CS145 Assignment #7

Due Wednesday, December 6, 2000

Step 7 of Your PDA

(60 pts.) Your PDA assignment for this week is to build a ``user-friendly,'' interactive application program front end to your PDA using the C or C++ programming language and embedded SQL. There is a Guide to Oracle Pro*C available to give you the basics of this facility. Alternatively, you may write in Java and use the JDBC interface between Java code and SQL code. This material, which has not been covered in class, can be found in the Oracle JDBC Guide.

Your program should consist of a continuous loop in which:

A list of at least five alternative options is offered to the user. (an additional alternative should be quit.)
The user selects an alternative.
The system prompts the user for appropriate input values.
The system accesses the database to perform the appropriate queries and/or modifications.
Data or an appropriate acknowledgment is returned to the user.

You should include both queries and modifications among your options. For example, if your PDA were about bars, beers, and drinkers you might offer options such as
  1. Look up the price of a given beer at a given bar.
  2. Find the bar with the lowest price for a given beer.
  3. Given a drinker, find all the other drinkers that frequent at least one bar in common.
  4. Add a new beer to the Beers relation.
  5. Increase all the prices at a given bar by a given amount.
  6. Quit.

We are not expecting anything fancy in the way of interface. For example, a menu printed via printf is OK. Also, handling of SQL errors can be quite simple. Either write an sqlerror routine that just prints the error message from Oracle or copy the error handler from a sample program (of course you should acknowledge this borrowing just as you would acknowledge any other use of someone else's work in your homework or project).

Hand in your program and a script showing the program running. Each of the options should be exercised at least once in your script.

Optional: If you are familiar with building Web interfaces, or you are willing to read and master the Oracle Web Guide, you may build a Web interface to your database that allows the sorts of options described above. In this case, simply hand in your code, the URL and some sample data values that will give nontrivial responses to your queries (because otherwise we may not be able to guess that ``xyz'' is the name of a bar generated by your random-data genertor from PDA-3). Your project should be kept on some server that is normally available, such as with your Stanford home page if you have one, since a TA will try out your project at some time we cannot predict.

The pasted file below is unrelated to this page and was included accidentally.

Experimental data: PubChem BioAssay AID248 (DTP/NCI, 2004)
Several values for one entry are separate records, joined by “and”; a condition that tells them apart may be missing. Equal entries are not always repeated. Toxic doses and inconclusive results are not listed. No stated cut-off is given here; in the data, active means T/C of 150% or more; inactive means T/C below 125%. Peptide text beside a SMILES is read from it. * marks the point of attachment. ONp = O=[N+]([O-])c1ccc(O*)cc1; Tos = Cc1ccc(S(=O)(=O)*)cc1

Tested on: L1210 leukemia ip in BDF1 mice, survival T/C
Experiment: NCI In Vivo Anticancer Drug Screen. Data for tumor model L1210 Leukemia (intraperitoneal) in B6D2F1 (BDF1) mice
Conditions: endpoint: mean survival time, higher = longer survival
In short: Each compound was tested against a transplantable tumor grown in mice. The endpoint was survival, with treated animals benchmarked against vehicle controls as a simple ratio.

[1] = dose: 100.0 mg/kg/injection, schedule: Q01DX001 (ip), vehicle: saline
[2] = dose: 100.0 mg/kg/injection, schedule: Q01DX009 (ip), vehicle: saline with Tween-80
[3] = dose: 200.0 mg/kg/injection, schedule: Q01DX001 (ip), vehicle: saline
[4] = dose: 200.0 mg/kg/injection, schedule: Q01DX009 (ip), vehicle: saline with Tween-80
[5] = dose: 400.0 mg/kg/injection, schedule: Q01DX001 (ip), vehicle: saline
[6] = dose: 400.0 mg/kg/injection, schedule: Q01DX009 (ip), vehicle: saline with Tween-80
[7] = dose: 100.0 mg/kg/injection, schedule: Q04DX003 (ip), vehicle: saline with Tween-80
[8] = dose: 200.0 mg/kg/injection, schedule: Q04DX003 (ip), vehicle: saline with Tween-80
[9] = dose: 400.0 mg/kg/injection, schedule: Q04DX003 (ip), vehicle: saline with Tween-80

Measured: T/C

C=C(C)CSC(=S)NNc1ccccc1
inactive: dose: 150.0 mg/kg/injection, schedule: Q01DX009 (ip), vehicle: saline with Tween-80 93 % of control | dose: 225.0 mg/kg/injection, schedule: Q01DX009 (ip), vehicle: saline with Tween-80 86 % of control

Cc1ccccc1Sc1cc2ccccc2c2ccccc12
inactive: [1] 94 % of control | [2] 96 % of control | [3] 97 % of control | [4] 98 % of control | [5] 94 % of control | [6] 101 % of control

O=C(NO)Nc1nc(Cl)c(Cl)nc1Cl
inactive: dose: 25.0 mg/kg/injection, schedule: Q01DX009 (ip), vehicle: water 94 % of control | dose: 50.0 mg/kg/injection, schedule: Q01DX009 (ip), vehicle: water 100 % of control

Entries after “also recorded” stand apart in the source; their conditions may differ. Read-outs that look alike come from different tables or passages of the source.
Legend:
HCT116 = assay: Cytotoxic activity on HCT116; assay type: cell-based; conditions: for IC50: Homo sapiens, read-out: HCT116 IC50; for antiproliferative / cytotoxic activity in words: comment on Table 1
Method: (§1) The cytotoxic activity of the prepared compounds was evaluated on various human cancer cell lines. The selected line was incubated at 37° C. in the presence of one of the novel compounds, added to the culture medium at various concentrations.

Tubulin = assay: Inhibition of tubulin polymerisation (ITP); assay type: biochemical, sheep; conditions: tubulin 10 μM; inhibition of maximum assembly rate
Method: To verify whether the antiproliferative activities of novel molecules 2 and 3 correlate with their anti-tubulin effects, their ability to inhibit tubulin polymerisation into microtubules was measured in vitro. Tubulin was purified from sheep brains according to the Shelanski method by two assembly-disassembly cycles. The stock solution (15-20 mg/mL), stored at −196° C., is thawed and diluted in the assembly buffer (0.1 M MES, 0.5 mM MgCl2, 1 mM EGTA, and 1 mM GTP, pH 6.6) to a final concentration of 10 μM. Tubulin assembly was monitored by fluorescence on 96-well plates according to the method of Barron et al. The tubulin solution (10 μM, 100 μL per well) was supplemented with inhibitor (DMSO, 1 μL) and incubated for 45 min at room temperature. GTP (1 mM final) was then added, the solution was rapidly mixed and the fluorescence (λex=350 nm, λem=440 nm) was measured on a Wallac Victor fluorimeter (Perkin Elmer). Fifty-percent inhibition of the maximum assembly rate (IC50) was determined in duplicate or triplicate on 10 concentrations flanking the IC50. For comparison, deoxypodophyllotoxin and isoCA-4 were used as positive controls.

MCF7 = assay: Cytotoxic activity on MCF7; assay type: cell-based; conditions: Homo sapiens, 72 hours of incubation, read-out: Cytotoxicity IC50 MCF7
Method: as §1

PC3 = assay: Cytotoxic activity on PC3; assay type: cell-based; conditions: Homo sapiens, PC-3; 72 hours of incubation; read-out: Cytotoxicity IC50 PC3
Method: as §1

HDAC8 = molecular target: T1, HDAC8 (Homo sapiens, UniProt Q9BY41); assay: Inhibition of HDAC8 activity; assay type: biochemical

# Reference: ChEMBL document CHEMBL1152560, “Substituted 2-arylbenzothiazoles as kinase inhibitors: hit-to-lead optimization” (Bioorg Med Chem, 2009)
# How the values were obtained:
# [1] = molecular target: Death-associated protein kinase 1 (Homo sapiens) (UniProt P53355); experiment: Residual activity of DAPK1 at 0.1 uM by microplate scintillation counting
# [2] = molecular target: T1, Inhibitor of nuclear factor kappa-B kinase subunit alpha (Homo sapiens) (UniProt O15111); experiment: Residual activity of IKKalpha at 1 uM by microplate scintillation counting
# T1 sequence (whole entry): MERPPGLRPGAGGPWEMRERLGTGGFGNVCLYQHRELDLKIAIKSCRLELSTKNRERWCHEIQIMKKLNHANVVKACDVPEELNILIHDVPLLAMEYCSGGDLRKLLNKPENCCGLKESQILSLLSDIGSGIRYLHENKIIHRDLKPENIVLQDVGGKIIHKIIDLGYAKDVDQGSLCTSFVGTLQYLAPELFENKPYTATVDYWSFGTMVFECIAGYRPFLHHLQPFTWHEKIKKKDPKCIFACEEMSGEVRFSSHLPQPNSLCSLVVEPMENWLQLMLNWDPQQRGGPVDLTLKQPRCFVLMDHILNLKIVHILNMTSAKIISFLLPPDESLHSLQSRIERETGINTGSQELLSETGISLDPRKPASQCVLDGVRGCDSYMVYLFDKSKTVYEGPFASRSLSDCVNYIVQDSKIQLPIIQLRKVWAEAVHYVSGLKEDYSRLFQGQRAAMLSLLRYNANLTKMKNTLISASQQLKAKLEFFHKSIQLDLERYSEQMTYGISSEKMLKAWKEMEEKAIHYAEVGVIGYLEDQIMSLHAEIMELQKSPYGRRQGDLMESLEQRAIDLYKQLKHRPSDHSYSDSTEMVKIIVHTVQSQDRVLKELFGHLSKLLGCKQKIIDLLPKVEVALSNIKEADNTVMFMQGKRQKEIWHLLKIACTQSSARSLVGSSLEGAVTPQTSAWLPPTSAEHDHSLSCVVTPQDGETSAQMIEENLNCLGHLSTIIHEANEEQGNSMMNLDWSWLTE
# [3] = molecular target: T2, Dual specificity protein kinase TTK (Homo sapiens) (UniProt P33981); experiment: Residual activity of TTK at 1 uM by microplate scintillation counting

Problem Set

  1. (5 pts.) Using the running example of books:

    Write a recursive Datalog program to find all the books (including year) that are referenced by First Course in Database Systems, 1997, books that are referenced by those books, books that are referenced by books that are referenced by those books, and so on.

  2. (15 pts.) Design an ODL schema, including extents, keys, and suitable data types, for the books schema last mentioned in problem (1). Hint: As with E/R designs, it helps to think first about which concepts deserve to be classes, and which can be attributes of other classes.

  3. (20 pts.) Below is an ODL schema about students, the courses they are taking and TA-ing, and the prerequisites for courses. The meaning of attributes and relationships should be transparent from their names.

              INTERFACE Student (EXTENT Students KEY id) {
                  ATTRIBUTE string name;
                  ATTRIBUTE int ID;
                  RELATIONSHIP Set<Course> enrolledIn
                      INVERSE Course::students;
                  RELATIONSHIP Course TAing
                      INVERSE Course::TAsOf
              INTERFACE Course (EXTENT Courses KEY number) {
                  ATTRIBUTE string number;
                  RELATIONSHIP Set<Course> prereq INVERSE prereqFor;
                  RELATIONSHIP Set<Course> prereqFor INVERSE prereq;
                  RELATIONSHIP Set<Student> students
                      INVERSE Student::enrolledIn;
                  RELATIONSHIP Set<Student> TAsOf
                      INVERSE Student::TAing;

    Write OQL queries for each of the following:

    Find the students (objects) who are enrolled in a prerequisite of CS145.

    Find the numbers of the courses being TA-ed by students who are enrolled in courses for which CS145 is a prerequisite.

    Find how many students are enrolled in CS145.

    Find, for each course, the average number of courses enrolled in by all the students in that course. For example, if CS145 has three students, enrolled in 1, 4, and 5 courses, respectively (including CS145), then the average for CS145 is 3.33. Note that we do not care if two or more of these three students are enrolled in the same course.